Skip to main content


Nearly Half of ACA Enrollment in 2018 Came Through BCBS Plans

By Melanie Blackman  
   June 02, 2020

An Urban Institute analysis found marketplace enrollees chose name-brand insurance over Medicaid, but Medicaid enrollment is still growing.

Almost half of the Affordable Care Act (ACA) marketplace enrollment in 2018 was issued by Blue Cross Blue Shield companies, according to a report released by the Urban Institute Monday.

The study analyzed the insurance offerings on the marketplace and found that there has also been an increase in Medicaid enrollment in the recent years.

While Medicaid insurers "have increasingly offered plans with the lowest silver-level marketplace premiums," the report found that Blue Cross-affiliated insurers made up the majority of enrollment type. But Medicaid enrollment is still growing.

  • In 2016, Blue Cross-affiliated insurers made up 42%, while Medicaid made up 15%
  • In 2017, Blue Cross-affiliated insurers made up 50%, while Medicaid made up 26%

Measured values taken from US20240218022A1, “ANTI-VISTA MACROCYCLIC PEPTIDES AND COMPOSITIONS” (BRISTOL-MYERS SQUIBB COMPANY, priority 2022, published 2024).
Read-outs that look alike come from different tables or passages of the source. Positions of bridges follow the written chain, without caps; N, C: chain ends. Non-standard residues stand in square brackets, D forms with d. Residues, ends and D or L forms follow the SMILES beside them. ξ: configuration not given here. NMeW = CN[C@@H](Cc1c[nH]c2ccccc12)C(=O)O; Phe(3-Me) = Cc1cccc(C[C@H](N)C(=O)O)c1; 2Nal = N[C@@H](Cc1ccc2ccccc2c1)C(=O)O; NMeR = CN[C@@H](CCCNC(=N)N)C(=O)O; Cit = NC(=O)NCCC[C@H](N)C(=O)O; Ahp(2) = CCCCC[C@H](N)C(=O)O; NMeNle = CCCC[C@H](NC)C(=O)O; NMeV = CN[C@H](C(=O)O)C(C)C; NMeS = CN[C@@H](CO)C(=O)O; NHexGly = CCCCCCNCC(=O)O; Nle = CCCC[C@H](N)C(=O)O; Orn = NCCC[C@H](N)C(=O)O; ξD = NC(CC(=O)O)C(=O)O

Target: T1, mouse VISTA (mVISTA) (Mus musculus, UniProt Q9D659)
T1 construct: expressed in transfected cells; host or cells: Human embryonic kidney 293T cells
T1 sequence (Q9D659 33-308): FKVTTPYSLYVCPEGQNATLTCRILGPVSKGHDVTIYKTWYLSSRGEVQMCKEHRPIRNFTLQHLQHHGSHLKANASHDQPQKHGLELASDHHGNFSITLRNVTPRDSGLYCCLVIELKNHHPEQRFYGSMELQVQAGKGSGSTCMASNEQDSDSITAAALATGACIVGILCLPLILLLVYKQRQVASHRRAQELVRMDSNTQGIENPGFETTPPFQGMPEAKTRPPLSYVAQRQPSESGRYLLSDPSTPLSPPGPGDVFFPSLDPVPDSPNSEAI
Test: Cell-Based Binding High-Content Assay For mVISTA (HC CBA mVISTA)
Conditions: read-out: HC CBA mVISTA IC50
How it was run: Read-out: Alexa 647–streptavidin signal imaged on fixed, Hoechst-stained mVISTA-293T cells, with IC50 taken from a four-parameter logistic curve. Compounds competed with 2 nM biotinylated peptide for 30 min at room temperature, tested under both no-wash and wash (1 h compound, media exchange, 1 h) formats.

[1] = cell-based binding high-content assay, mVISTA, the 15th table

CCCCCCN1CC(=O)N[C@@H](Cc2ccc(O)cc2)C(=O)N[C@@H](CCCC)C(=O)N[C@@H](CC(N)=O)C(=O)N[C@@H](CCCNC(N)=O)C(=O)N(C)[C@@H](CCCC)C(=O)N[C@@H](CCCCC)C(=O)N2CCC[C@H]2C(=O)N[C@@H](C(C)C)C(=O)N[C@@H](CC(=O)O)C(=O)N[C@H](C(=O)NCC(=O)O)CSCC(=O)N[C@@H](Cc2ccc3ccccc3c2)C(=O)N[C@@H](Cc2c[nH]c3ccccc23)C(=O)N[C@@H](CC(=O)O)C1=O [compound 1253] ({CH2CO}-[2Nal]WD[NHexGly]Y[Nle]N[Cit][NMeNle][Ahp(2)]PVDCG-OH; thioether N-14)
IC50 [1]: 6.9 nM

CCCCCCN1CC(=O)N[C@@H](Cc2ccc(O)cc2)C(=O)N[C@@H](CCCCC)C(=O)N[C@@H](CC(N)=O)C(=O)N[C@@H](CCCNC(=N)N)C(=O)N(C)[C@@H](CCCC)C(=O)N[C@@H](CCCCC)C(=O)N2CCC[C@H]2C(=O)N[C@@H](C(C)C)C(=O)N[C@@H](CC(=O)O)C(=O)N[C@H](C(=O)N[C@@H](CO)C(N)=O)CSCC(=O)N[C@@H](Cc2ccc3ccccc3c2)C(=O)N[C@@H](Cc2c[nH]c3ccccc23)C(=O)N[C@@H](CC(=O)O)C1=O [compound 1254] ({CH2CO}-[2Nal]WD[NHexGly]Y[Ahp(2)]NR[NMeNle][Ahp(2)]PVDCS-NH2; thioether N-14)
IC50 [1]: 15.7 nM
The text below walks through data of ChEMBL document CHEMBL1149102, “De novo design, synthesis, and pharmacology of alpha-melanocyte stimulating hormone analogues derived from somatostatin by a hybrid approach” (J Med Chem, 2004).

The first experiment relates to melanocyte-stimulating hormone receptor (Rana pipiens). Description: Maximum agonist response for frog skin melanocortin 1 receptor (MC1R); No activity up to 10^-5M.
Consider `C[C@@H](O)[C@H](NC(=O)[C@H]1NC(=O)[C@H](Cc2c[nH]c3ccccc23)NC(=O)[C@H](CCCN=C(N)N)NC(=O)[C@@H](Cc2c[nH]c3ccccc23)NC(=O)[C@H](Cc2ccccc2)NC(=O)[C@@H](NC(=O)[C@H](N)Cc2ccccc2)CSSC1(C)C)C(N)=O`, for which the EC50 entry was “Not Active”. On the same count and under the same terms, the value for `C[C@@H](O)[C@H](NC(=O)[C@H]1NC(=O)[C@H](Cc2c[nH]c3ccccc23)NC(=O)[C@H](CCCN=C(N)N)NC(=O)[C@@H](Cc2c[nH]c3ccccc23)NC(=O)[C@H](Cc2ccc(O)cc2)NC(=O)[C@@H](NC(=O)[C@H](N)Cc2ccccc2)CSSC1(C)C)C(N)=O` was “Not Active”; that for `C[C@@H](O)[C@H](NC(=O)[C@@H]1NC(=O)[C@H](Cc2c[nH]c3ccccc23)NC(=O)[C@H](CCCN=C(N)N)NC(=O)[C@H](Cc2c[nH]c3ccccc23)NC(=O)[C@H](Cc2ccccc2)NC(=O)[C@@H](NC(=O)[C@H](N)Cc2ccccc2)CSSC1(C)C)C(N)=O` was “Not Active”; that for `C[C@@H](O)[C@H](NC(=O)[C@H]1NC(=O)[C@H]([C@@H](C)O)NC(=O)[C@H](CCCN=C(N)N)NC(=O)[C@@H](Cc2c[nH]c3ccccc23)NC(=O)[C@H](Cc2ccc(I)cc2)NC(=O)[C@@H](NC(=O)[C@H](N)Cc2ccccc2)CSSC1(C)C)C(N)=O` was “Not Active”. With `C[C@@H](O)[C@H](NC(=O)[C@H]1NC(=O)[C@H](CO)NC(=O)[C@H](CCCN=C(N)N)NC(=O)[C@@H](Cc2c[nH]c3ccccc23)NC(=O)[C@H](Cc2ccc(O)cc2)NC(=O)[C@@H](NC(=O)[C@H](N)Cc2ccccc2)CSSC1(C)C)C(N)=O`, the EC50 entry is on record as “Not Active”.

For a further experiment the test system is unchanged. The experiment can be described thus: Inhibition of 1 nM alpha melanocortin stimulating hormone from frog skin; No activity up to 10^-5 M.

• In 2018, Blue Cross-affiliated insurers made up 47%, while Medicaid made up 27%

Study authors John Holahan, Caroline Elmendorf, and Erik Wengle analyzed the most recent "federally facilitated marketplace files" to collect data from the 39 states that are part of the federal platform, during the 2016, 2017, and 2018 calendar years.

They attributed the growth in Medicaid enrollment due to the decline in enrollment through national and regional insurers. However, this trend could change in the coming years due to the reemergence of insurers to the ACA marketplace.

"There was an increase in the number of insurers participating in 2019 and 2020 and there are now reports of national insurers re-entering marketplaces in 2021," the study concludes. "Whether these insurers will regain previous levels of enrollment, e.g., 2016, will be interesting to observe."

Related: 3 Ways COVID-19 Has Changed the Insurance Landscape

The ongoing coronavirus disease 2019 (COVID-19) is also likely to impact the insurance marketplace dynamics going forward.

Due to the pandemic, the unemployment rate rose to 14.7% in April, which caused a jump in health insurance coverage by Medicaid, as it emerges a "default insurance plan for many of the newly unemployed," according to Kaiser Health News.

Editor's note: This story was updated on June 4, 2020.

Melanie Blackman is the strategy editor at HealthLeaders, a Simplify Compliance brand.

Photo credit: CALDWELL, IDAHO - NOVEMBER 4, 2017: website under the trump administration / Editorial Credit: txking /

Get the latest on healthcare leadership in your inbox.